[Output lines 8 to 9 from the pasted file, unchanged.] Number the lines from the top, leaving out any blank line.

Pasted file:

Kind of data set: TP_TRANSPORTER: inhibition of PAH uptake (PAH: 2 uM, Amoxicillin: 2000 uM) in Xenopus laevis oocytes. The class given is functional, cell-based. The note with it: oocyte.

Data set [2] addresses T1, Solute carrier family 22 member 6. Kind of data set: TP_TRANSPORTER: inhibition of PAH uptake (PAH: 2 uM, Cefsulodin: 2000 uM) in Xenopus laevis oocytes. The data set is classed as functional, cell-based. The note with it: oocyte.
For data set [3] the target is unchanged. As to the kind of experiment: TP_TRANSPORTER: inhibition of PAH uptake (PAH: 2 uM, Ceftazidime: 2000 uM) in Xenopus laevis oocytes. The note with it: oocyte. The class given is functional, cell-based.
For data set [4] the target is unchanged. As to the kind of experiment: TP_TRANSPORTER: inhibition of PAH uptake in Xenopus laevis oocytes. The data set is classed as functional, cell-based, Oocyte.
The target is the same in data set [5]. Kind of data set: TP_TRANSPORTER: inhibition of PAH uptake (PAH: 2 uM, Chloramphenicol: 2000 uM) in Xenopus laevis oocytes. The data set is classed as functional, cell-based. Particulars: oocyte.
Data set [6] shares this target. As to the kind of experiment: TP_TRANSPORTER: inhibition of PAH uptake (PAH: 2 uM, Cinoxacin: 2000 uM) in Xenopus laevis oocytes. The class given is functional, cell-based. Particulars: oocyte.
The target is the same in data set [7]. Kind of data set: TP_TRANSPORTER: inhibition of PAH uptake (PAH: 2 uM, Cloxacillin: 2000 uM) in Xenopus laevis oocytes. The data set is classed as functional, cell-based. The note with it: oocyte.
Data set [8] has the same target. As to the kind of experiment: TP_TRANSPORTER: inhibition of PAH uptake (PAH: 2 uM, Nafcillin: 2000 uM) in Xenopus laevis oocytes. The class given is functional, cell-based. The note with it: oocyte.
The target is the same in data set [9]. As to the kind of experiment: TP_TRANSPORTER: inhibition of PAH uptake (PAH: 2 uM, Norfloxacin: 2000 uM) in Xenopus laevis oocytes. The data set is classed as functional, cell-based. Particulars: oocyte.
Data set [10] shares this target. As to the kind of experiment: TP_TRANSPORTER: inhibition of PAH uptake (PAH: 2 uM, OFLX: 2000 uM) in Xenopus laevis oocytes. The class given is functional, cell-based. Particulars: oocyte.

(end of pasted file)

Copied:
Data set [8] has the same target. As to the kind of experiment: TP_TRANSPORTER: inhibition of PAH uptake (PAH: 2 uM, Nafcillin: 2000 uM) in Xenopus laevis oocytes. The class given is functional, cell-based. The note with it: oocyte.
The target is the same in data set [9]. As to the kind of experiment: TP_TRANSPORTER: inhibition of PAH uptake (PAH: 2 uM, Norfloxacin: 2000 uM) in Xenopus laevis oocytes. The data set is classed as functional, cell-based. Particulars: oocyte.